Fatal attacks in Addis Ababa area represent only the tip of recent violence, as local disputes flare during transition, and an ideological struggle heats upBetween two popular celebratory rallies by contrasting opposition movements, Ethiopia’s deadly communal violence spread to the heart of the federation, shocking Addis Ababa, and fueling recriminations.
Local competition over resources and representation, as well an ethnically charged ideological struggle over the federal system, present major challenges for Prime Minister Abiy Ahmed as he encourages all peaceful parties to participate in a newly open political environment.
On Sep. 13, as residents rigged up Oromo Liberation Front (OLF) flags in preparation for the return to Ethiopia of the group’s main faction two days later, individuals from the Oromo and Dorze ethnicities fought in and around Burayu, a town in Oromia state near the northwest boundary of Addis Ababa, the federal capital.
The events quickly attracted multiple competing narratives
That presaged violence in the Addis Ababa area over the next three days, including the killing of at least 55 people. The events quickly attracted multiple competing narratives. Victims from Southern communities reported killings by Oromo, some residents of Burayu said Oromo were attacked, and the authorities blamed unspecified organized groups.
City police said on Monday that 14 people were killed in Kolfe, five in Addis Ketema, one in Arada, three in Lafto and five in Kirkos districts of Addis Ababa, while the federal government said 27 were killed in Burayu.
Violence unfolded after altercations in northwestern Addis Ababa on Sep. 12 when locals objected to OLF colors. Dorze attacked people putting up the flag the next day in Keta, leading to two Oromo deaths, said Henok Teshome, who lives there. The fighting expanded to other areas near Burayu on Sep. 14. “What we know is that many people were killed from both sides,” Henok said. A group from Addis Ababa then attacked Burayu on Sep. 15, he said.
As reports seeped out, angry crowds gathered in central Addis Ababa on Sep. 17, with many blaming OLF supporters. “We demand justice, our innocent brothers and sisters were killed,” said Yonas Kefiyalewu, a demonstrator. This was the third large gathering in Addis Ababa after the OLF rally and the Sep. 9 return of former mayor-elect and leader of Ginbot 7 Berhanu Nega. While there were disturbances in advance of the OLF gathering, both events, organized by groups formerly designated as terrorist, were peaceful.
On Sep. 17, after accusations of a negligent response to the disorder, authorities shot dead seven protesters in Addis Ababa, saying five were trying to snatch police guns. Mobile Internet networks were down for two days from Sep. 17 and initially around 300 people were arrested in the city and 400 in Burayu. Yesterday, police said more than 3,000 people have been detained for unrest and petty crimes such as gambling, with 1,200 taken to Tolay camp for remedial training.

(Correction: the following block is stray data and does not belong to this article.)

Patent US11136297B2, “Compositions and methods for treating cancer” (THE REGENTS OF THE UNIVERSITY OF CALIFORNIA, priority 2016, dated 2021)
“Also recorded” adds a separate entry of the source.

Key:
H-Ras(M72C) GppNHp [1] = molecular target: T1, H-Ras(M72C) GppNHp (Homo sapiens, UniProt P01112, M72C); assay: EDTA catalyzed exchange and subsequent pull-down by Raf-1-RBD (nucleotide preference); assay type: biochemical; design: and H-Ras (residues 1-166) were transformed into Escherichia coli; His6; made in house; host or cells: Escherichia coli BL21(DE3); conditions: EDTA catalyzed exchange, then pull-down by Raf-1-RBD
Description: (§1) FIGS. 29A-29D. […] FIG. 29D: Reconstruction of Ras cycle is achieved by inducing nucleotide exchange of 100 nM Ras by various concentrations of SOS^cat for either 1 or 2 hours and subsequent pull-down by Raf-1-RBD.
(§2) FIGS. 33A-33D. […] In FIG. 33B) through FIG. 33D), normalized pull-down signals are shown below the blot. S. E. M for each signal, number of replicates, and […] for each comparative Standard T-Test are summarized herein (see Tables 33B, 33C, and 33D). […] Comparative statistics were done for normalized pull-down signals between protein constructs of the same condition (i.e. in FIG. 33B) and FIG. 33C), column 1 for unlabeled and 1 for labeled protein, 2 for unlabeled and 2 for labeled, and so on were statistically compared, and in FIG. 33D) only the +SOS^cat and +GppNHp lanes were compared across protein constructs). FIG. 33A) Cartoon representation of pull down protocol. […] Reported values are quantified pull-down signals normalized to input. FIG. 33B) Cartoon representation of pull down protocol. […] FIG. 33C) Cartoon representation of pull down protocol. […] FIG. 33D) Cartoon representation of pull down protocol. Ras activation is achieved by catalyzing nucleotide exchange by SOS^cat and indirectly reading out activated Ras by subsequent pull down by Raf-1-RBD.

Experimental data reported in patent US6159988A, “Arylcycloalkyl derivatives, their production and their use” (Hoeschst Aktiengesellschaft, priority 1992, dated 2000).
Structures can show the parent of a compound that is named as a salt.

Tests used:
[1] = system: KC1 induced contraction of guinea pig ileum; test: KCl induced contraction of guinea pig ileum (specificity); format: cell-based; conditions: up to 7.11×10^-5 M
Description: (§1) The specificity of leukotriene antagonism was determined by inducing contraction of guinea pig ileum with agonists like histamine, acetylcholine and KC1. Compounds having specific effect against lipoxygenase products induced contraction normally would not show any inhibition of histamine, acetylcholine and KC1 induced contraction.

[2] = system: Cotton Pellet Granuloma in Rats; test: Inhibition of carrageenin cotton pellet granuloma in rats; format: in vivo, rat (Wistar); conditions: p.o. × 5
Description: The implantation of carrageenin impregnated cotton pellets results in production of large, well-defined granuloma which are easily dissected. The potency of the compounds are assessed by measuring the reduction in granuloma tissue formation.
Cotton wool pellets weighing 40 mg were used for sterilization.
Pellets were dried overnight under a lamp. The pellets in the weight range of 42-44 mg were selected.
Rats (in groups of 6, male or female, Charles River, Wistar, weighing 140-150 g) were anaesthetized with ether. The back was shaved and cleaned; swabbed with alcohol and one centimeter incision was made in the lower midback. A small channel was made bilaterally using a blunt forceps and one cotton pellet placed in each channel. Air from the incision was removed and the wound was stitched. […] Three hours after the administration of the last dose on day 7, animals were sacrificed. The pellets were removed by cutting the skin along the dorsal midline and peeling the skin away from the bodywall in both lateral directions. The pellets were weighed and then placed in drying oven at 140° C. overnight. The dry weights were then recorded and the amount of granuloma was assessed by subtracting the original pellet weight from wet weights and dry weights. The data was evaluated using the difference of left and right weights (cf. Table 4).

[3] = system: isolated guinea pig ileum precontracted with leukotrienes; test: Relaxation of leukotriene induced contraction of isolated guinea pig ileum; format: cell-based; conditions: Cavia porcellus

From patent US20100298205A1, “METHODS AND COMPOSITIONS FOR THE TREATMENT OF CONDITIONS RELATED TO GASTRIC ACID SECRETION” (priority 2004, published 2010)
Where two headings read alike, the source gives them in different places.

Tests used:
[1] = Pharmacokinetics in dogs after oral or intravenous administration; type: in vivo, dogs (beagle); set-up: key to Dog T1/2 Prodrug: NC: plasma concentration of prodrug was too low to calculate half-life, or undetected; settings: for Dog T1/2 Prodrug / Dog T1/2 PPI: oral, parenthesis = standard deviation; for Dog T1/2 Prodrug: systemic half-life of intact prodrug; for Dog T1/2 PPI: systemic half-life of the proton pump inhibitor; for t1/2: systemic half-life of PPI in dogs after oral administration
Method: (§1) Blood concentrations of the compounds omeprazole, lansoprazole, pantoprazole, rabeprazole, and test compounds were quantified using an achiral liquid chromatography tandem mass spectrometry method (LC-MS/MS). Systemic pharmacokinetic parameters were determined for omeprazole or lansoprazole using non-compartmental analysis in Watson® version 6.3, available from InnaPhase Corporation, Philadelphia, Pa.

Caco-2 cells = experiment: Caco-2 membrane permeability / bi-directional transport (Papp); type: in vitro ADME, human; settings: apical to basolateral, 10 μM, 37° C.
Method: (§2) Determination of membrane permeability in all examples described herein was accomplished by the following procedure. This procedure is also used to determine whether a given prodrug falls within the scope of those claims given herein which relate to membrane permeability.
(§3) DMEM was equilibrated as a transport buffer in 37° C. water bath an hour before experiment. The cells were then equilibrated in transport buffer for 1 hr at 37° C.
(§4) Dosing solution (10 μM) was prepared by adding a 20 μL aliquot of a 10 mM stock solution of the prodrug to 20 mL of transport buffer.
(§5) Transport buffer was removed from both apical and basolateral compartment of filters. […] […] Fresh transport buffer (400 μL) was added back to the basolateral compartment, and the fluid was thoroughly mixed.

Amnesty International condemned the government for using lethal force and mass arbitrary arrests. On Sep. 17 it said that OLF supporters attacked non-Oromos and added: “Social media was awash with hate speech against non-Oromo groups in the three days preceding the rally. However, the security forces did nothing to stop the incitement to violence, or to protect targeted communities despite their repeated pleas for help.”
Amnesty said in an email that the hate speech included activist Tsegaye Ararrsa accusing ethnic Gurage of throwing stones at Oromo. Tsegaye didn’t respond to two emailed requests for comment. Other social media users were accused of making derogatory remarks about the Gamo, of which the Dorze are a sub-group.
Addis Ababa’s protesters shared Amnesty’s concerns about the attacks and police inaction. Some argued that rampages went unchecked because of official unwillingness to act against Oromo youths. The government corroborated suspicions of negligence by arresting security officials for lapses.
The chaos overshadowed the return of the OLF faction, which is headed by Dawud Ibsa and was based in Eritrea. The insurgency formed in 1973 to fight for Oromo independence and was loosely allied with the Tigrayan People’s Liberation Front (TPLF) in the struggle against the Derg. But during the transitional government from 1991 to 1995 the two liberation fronts fell out and the TPLF militarily routed the OLF. Meanwhile, the TPLF had nurtured Abiy’s party to govern Oromia instead of the OLF.
OLF is the founding father of the Oromo struggle
“OLF is the founding father of the Oromo struggle, dealing with the inhuman mass killings and injustices Oromo have been facing. So we are here to welcome our father,” Chemeda Bokora from Harar said at the OLF rally.
Following its sidelining, the OLF factionalized and conducted low intensity insurgencies, which weakened further in recent years. The Oromia and federal governments jailed many thousands of Oromo for alleged OLF activity over the last two decades. The group now wants its armed wing to become part of Oromia’s security apparatus, is willing to work with Oromo parties and seek allies in other states, and stands for ethnic self-determination, spokesman Tolera Adeba said in a Sep. 12 interview.